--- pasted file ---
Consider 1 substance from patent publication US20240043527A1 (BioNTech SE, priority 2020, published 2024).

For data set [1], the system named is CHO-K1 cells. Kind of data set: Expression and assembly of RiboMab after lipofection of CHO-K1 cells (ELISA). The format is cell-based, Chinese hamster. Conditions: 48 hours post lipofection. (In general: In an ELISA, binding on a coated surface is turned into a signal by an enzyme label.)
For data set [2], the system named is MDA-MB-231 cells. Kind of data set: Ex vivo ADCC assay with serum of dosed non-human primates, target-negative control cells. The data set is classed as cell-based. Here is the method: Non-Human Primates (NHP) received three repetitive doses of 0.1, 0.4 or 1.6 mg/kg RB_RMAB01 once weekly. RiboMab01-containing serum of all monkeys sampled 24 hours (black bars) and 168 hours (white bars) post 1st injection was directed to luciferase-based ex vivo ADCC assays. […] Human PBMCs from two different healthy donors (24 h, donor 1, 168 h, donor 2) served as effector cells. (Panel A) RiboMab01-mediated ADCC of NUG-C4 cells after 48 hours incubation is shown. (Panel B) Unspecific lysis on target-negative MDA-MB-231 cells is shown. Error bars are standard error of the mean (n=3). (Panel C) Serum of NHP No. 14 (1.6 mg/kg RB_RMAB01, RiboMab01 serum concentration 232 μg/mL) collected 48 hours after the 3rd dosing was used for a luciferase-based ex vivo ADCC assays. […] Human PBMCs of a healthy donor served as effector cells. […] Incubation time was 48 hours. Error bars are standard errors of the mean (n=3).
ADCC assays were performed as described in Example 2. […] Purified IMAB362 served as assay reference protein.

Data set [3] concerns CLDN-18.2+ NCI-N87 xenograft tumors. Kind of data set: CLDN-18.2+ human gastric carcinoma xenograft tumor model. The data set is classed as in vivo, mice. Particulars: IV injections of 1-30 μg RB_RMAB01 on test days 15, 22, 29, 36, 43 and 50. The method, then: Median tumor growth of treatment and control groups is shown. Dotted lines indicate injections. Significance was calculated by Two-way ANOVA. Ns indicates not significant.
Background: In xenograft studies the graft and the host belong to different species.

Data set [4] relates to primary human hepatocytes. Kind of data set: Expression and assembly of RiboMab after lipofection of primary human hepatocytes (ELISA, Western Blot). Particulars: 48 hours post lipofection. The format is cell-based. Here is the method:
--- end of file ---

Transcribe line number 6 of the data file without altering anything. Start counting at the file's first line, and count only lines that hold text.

Background: In xenograft studies the graft and the host belong to different species.